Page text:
Pointing fingers

Not long ago, as Canadians were about to vote in the federal election, Prime Minister Steph­en Harper was emphatic about his Conservative government not running a budgetary deficit.

Now, barely a month later, he wants us to believe that he’s being driven toward unavoid­able red ink by sudden inter­national circumstances beyond his control. It’s all the fault of a collapsing U.S. housing mar­ket, bank failures, a global cred­it crunch, and continuing turmoil in financial markets world-wide. That’s the Con­ser­vative spin.

So now, with other major economies, the Canadian gov­ernment has no choice but to sell off capital assets, or cancel programs and services, or run a federal deficit – or a combi­nation of all three – if it’s going to safeguard Canadian pen­sions, salvage jobs in the manu­facturing, automotive and for­es­try sectors, and kick-start economic growth.

But wait a minute.  This Conservative story just doesn’t add up. Yes, the economic crisis that began in the United States is very real, and it will indeed inflict significant dam­age in Canada and around the world. But the fact that this country is not in a better posi­tion today to weather that storm is entirely Mr. Harper’s domes­tic responsibility.

The best economic forecast­ers in the private sector and within government have been warning successive finance ministers since at least 2003 about the huge downside risks posed by the precarious Ameri­can situation. Previous Liberal governments took those warn­ings seriously. Stephen Harper did not.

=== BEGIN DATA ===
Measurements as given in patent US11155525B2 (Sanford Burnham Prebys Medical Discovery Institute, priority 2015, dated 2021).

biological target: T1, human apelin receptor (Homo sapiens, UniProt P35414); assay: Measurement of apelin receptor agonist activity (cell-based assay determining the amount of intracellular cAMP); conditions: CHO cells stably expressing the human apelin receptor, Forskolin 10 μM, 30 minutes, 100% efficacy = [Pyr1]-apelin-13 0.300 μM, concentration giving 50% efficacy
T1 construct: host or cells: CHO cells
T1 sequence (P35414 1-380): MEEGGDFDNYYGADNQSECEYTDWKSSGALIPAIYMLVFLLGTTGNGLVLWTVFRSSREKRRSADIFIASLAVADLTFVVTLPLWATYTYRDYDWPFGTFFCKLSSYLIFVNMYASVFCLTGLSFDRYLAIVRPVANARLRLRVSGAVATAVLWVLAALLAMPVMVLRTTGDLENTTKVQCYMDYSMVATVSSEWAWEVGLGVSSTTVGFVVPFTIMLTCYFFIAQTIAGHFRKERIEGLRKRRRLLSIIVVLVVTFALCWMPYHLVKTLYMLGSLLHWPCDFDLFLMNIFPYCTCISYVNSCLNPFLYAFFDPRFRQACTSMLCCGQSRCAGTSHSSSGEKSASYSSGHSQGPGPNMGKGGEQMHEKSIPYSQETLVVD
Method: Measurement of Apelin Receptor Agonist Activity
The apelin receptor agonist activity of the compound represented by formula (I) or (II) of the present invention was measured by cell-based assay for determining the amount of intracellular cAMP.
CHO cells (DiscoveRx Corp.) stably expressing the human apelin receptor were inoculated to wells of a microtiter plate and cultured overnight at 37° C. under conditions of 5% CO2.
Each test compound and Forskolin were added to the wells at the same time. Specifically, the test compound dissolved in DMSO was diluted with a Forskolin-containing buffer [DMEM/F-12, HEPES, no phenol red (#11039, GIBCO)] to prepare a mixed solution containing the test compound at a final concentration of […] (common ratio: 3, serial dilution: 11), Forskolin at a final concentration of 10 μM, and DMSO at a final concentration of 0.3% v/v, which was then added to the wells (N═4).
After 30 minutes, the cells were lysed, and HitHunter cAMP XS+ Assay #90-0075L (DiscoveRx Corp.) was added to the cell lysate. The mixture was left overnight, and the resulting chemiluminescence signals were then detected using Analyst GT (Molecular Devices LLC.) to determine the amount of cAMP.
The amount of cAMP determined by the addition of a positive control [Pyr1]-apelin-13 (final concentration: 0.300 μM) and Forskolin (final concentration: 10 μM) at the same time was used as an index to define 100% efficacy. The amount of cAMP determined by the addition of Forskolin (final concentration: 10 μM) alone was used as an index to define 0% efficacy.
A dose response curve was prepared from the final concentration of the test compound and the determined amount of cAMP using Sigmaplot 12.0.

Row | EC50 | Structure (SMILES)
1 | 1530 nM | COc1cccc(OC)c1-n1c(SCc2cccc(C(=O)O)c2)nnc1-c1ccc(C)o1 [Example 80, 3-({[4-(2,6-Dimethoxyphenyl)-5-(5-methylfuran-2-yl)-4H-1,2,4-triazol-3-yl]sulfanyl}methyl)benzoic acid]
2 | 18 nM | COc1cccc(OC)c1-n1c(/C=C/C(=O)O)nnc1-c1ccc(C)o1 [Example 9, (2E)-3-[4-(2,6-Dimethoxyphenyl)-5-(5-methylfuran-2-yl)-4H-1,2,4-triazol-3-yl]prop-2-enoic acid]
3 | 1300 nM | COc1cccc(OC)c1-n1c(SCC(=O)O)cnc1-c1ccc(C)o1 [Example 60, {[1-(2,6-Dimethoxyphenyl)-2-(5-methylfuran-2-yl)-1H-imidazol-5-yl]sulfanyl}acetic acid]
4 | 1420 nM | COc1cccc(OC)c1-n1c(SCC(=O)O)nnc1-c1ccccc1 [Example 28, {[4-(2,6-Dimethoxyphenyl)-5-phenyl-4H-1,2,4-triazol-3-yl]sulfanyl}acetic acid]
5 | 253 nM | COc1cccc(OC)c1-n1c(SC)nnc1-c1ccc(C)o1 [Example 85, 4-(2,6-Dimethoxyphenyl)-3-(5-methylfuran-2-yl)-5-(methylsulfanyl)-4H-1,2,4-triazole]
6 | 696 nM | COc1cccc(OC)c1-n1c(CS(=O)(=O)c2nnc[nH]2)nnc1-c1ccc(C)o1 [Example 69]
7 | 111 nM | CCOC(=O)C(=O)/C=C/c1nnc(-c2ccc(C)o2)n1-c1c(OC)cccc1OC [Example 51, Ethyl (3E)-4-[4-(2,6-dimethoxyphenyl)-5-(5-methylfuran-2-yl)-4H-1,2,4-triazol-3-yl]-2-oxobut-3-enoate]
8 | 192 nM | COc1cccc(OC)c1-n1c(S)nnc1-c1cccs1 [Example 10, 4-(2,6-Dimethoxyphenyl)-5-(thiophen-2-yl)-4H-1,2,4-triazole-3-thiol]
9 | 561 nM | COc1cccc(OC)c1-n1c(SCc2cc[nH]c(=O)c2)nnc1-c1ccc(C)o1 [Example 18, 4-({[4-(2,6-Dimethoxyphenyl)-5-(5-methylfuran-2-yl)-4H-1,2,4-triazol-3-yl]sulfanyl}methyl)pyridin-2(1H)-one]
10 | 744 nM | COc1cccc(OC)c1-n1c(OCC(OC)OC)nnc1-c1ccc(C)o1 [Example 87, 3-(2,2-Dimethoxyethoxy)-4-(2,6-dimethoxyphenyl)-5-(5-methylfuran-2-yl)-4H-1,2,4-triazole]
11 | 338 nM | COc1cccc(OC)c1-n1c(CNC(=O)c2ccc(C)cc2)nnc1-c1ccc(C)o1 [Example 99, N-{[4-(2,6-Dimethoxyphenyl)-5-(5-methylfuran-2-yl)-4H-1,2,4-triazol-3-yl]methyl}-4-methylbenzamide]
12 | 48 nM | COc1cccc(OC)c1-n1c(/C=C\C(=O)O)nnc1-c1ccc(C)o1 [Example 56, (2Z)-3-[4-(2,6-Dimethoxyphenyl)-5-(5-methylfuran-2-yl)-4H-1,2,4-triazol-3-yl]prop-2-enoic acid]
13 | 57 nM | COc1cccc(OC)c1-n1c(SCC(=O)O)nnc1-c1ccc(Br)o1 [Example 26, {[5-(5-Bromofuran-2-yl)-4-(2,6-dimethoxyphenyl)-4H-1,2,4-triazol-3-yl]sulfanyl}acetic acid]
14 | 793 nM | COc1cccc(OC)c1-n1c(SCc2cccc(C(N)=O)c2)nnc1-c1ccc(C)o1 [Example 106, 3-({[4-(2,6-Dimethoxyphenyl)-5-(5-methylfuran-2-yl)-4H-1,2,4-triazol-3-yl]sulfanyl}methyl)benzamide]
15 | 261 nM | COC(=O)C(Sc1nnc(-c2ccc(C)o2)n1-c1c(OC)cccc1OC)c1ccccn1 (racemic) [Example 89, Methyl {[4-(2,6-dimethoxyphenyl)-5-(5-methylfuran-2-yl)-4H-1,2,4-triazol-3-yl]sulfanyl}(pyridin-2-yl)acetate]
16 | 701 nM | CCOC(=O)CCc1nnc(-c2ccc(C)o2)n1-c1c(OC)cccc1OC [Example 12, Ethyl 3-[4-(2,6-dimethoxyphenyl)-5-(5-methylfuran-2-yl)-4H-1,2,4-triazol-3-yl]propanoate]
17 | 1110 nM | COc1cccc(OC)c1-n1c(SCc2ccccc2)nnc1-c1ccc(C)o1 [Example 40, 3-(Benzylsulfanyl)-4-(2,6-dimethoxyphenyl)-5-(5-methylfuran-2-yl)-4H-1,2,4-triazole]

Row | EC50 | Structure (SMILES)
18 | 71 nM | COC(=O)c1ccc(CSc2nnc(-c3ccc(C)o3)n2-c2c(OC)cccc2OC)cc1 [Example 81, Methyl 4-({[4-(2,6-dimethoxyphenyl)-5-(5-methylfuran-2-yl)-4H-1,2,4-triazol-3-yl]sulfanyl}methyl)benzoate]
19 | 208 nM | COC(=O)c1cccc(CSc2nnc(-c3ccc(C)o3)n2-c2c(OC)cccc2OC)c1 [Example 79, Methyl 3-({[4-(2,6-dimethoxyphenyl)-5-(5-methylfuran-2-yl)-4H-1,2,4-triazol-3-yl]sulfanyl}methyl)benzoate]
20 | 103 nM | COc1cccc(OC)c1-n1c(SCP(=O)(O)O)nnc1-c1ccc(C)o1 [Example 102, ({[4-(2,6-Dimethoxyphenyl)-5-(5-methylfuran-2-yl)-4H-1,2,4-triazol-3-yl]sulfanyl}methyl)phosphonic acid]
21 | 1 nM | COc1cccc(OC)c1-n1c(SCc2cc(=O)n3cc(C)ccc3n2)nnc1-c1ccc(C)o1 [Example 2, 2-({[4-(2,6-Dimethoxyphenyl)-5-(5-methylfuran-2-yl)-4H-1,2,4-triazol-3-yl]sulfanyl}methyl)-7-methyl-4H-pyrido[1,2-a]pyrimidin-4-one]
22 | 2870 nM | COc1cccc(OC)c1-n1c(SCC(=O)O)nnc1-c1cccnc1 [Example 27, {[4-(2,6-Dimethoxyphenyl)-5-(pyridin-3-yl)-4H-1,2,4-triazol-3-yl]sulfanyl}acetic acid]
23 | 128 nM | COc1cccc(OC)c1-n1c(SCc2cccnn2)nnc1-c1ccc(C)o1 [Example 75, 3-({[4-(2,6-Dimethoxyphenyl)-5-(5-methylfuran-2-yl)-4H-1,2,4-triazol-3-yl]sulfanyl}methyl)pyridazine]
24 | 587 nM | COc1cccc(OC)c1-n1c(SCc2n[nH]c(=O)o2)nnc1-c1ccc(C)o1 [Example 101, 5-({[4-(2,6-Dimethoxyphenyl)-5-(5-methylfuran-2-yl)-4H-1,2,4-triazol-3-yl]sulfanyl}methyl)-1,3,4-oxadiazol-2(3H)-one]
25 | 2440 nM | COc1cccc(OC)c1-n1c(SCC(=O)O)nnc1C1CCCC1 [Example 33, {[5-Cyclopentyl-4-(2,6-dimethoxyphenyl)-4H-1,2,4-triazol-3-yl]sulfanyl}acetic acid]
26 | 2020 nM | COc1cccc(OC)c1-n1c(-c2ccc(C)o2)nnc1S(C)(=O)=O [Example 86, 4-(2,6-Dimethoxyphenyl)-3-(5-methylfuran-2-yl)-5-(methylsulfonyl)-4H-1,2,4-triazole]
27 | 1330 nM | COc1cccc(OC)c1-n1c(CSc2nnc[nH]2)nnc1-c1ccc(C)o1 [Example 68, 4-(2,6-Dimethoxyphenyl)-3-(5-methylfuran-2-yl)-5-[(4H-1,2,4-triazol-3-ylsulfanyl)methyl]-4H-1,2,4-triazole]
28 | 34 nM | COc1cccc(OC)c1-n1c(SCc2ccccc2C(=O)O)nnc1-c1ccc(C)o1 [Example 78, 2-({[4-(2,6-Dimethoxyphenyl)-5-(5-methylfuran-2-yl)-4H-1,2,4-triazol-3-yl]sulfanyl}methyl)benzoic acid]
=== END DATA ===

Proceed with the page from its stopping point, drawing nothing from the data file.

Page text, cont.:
From his Liberal predeces­sors, he inherited the most robust fiscal position in all the G-8 group of world-leading economies, including an annual surplus of more than $12-bil­lion and projected financial flexibility of close to $100-billion over the coming five years.

But as soon as he came into office, and long before any U.S. crisis materialized, Mr. Harper began frittering all of that away.  His debilitation of Canada’s fiscal security was deliberate and home-grown.

He increased federal gov­ern­ment spending to an unpre­cedented level.  He eroded the fed­eral tax base, without bol­ster­ing productivity or improv­ing disposable incomes.  And he eliminated the extra pru­dence and the contingency re­serve that used to be built into federal budget-making as “fiscal shock absorbers” to pro­tect against sudden nasty sur­prises.

You always hope those sur­prises will never actually hap­pen, but inevitably they do. Until Mr. Harper arrived on the scene, Canada had the where­withal to defend itself.

We withstood the conse­quences of major international currency crises in Mexico and Asia, the SARS pandemic, mad-cow disease, and the fall­out from 9-11, while still cut­ting taxes, paying down debt, investing in health care, education, innovation, and in­frastructure, and staying solidly in the black at the same time.

But no more. Mr. Harper has squandered Canada’s fiscal capacity.

So the first external crisis to come along on his watch re­sults in a deficit. And that’s entirely his responsibility.